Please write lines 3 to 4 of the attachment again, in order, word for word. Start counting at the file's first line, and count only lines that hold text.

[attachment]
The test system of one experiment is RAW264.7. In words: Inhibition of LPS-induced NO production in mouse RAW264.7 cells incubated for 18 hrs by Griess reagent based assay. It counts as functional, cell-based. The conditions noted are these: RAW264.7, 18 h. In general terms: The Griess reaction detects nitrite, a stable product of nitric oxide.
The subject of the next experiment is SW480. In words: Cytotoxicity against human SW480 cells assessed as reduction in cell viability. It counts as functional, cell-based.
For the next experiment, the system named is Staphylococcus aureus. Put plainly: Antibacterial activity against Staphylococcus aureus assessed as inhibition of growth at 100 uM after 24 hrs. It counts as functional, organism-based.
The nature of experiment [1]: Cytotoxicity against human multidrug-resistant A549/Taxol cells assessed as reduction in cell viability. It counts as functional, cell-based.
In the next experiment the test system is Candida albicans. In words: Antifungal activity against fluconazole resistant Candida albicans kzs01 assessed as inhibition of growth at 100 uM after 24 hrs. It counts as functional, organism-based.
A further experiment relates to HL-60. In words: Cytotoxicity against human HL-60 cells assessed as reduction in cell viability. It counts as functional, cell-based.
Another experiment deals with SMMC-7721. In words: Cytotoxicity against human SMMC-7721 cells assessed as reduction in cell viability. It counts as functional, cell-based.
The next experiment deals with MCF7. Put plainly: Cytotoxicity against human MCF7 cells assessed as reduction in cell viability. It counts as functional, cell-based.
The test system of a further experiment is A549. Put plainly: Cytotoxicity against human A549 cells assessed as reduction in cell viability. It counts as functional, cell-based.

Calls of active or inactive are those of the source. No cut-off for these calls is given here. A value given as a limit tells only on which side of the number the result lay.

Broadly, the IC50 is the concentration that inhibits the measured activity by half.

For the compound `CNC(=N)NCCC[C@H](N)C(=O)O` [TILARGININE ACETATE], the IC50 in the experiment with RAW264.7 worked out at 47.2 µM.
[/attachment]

For the next experiment, the system named is Staphylococcus aureus. Put plainly: Antibacterial activity against Staphylococcus aureus assessed as inhibition of growth at 100 uM after 24 hrs. It counts as functional, organism-based.
The nature of experiment [1]: Cytotoxicity against human multidrug-resistant A549/Taxol cells assessed as reduction in cell viability. It counts as functional, cell-based.